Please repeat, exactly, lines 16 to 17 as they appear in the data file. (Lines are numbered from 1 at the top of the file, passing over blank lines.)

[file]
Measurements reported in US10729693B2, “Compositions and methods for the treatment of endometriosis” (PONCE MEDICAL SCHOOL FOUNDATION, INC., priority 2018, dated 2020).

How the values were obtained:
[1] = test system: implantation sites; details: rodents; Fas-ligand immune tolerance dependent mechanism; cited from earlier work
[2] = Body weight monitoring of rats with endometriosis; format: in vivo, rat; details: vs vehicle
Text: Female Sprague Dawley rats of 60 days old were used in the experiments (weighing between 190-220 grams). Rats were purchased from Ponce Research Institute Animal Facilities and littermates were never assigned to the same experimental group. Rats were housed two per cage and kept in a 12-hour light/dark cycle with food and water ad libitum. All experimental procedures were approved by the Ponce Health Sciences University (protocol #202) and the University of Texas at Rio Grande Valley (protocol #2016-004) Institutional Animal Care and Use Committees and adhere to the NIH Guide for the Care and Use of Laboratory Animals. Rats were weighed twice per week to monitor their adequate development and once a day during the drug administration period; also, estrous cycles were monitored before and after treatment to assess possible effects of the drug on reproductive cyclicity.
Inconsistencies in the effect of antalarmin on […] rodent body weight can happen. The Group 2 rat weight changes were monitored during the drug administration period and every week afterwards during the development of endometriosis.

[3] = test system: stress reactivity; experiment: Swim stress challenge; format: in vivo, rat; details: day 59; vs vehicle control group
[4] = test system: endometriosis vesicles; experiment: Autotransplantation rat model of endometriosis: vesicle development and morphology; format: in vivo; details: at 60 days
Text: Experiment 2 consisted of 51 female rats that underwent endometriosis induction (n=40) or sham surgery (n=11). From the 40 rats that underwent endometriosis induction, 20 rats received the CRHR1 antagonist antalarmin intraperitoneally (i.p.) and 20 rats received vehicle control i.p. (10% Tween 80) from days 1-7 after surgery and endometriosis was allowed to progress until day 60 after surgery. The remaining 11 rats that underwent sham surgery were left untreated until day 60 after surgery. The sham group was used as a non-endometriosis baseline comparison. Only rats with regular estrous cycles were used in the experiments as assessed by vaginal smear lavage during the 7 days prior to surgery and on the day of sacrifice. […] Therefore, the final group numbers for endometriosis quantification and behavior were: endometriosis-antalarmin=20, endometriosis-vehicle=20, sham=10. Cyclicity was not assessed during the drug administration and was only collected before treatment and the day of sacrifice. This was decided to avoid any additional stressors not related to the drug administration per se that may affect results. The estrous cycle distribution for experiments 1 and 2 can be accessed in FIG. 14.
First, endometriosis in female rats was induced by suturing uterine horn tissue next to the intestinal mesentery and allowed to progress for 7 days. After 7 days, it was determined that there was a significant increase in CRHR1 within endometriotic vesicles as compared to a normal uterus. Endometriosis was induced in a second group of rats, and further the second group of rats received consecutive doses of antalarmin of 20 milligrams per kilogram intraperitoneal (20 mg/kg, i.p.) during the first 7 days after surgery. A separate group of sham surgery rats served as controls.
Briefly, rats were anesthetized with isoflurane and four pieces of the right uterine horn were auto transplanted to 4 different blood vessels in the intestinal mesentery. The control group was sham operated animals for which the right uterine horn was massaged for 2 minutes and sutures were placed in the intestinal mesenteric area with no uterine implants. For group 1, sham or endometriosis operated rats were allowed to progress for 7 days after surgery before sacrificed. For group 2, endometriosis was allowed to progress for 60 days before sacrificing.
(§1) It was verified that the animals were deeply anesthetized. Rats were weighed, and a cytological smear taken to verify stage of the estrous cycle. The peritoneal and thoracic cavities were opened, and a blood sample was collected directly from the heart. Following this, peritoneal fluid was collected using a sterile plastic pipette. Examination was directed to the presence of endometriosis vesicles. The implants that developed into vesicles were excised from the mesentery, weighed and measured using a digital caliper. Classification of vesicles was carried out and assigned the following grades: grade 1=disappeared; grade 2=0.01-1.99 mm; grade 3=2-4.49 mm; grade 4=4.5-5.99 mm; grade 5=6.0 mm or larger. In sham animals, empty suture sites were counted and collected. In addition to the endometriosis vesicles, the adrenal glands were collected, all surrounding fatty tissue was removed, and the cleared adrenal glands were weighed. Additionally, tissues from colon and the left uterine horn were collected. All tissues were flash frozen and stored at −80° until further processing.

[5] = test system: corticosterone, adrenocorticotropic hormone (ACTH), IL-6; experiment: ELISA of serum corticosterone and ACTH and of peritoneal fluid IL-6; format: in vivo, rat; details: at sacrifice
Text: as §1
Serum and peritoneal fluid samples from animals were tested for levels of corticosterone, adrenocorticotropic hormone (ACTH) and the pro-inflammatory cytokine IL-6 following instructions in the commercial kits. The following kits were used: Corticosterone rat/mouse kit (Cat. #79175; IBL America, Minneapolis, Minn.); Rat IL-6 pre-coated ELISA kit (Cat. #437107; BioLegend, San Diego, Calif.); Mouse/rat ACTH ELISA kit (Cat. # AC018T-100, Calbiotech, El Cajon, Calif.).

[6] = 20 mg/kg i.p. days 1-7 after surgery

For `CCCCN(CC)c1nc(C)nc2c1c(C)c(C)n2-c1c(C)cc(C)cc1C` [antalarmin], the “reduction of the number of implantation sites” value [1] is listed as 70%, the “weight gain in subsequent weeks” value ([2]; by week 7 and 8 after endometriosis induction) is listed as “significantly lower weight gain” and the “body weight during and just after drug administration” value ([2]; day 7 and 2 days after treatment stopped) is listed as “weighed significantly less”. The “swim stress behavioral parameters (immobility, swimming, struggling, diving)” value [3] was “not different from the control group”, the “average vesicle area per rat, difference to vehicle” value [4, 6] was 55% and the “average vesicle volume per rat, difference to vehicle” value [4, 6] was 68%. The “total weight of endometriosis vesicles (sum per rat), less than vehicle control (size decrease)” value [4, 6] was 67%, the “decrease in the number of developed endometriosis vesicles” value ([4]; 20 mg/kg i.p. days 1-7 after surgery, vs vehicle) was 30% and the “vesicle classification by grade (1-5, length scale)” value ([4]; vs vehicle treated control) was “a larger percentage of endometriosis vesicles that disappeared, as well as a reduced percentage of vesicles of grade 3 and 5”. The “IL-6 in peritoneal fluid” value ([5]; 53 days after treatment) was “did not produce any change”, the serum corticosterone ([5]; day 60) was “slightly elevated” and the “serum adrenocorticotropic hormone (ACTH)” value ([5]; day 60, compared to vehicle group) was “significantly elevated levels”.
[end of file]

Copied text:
[6] = 20 mg/kg i.p. days 1-7 after surgery

For `CCCCN(CC)c1nc(C)nc2c1c(C)c(C)n2-c1c(C)cc(C)cc1C` [antalarmin], the “reduction of the number of implantation sites” value [1] is listed as 70%, the “weight gain in subsequent weeks” value ([2]; by week 7 and 8 after endometriosis induction) is listed as “significantly lower weight gain” and the “body weight during and just after drug administration” value ([2]; day 7 and 2 days after treatment stopped) is listed as “weighed significantly less”. The “swim stress behavioral parameters (immobility, swimming, struggling, diving)” value [3] was “not different from the control group”, the “average vesicle area per rat, difference to vehicle” value [4, 6] was 55% and the “average vesicle volume per rat, difference to vehicle” value [4, 6] was 68%. The “total weight of endometriosis vesicles (sum per rat), less than vehicle control (size decrease)” value [4, 6] was 67%, the “decrease in the number of developed endometriosis vesicles” value ([4]; 20 mg/kg i.p. days 1-7 after surgery, vs vehicle) was 30% and the “vesicle classification by grade (1-5, length scale)” value ([4]; vs vehicle treated control) was “a larger percentage of endometriosis vesicles that disappeared, as well as a reduced percentage of vesicles of grade 3 and 5”. The “IL-6 in peritoneal fluid” value ([5]; 53 days after treatment) was “did not produce any change”, the serum corticosterone ([5]; day 60) was “slightly elevated” and the “serum adrenocorticotropic hormone (ACTH)” value ([5]; day 60, compared to vehicle group) was “significantly elevated levels”.